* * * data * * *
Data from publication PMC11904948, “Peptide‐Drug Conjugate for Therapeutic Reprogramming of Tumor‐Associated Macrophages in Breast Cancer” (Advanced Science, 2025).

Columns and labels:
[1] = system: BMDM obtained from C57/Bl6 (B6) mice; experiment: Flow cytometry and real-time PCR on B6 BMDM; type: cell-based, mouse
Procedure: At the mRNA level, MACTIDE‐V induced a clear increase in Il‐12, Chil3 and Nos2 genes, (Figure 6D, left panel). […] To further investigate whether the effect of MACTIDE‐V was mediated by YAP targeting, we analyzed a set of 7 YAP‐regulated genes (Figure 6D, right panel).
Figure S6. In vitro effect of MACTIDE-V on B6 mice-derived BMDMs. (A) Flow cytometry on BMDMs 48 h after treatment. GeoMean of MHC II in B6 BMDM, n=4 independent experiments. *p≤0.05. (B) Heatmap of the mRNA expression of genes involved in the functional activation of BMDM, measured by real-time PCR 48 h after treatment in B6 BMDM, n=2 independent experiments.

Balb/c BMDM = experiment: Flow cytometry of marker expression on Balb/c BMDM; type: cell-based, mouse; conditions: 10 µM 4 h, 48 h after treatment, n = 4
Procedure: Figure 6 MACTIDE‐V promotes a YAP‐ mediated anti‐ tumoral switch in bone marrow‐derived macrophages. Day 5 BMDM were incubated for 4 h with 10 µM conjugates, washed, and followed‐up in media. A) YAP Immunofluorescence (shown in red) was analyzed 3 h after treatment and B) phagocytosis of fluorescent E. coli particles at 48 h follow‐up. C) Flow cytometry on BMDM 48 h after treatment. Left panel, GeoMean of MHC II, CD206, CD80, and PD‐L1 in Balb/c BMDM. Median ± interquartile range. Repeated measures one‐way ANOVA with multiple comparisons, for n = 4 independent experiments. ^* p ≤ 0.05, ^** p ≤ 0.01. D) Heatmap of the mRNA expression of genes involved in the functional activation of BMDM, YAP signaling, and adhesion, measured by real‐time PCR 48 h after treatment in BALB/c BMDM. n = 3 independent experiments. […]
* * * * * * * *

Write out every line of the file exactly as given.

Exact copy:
Data from publication PMC11904948, “Peptide‐Drug Conjugate for Therapeutic Reprogramming of Tumor‐Associated Macrophages in Breast Cancer” (Advanced Science, 2025).

Columns and labels:
[1] = system: BMDM obtained from C57/Bl6 (B6) mice; experiment: Flow cytometry and real-time PCR on B6 BMDM; type: cell-based, mouse
Procedure: At the mRNA level, MACTIDE‐V induced a clear increase in Il‐12, Chil3 and Nos2 genes, (Figure 6D, left panel). […] To further investigate whether the effect of MACTIDE‐V was mediated by YAP targeting, we analyzed a set of 7 YAP‐regulated genes (Figure 6D, right panel).
Figure S6. In vitro effect of MACTIDE-V on B6 mice-derived BMDMs. (A) Flow cytometry on BMDMs 48 h after treatment. GeoMean of MHC II in B6 BMDM, n=4 independent experiments. *p≤0.05. (B) Heatmap of the mRNA expression of genes involved in the functional activation of BMDM, measured by real-time PCR 48 h after treatment in B6 BMDM, n=2 independent experiments.

Balb/c BMDM = experiment: Flow cytometry of marker expression on Balb/c BMDM; type: cell-based, mouse; conditions: 10 µM 4 h, 48 h after treatment, n = 4
Procedure: Figure 6 MACTIDE‐V promotes a YAP‐ mediated anti‐ tumoral switch in bone marrow‐derived macrophages. Day 5 BMDM were incubated for 4 h with 10 µM conjugates, washed, and followed‐up in media. A) YAP Immunofluorescence (shown in red) was analyzed 3 h after treatment and B) phagocytosis of fluorescent E. coli particles at 48 h follow‐up. C) Flow cytometry on BMDM 48 h after treatment. Left panel, GeoMean of MHC II, CD206, CD80, and PD‐L1 in Balb/c BMDM. Median ± interquartile range. Repeated measures one‐way ANOVA with multiple comparisons, for n = 4 independent experiments. ^* p ≤ 0.05, ^** p ≤ 0.01. D) Heatmap of the mRNA expression of genes involved in the functional activation of BMDM, YAP signaling, and adhesion, measured by real‐time PCR 48 h after treatment in BALB/c BMDM. n = 3 independent experiments. […]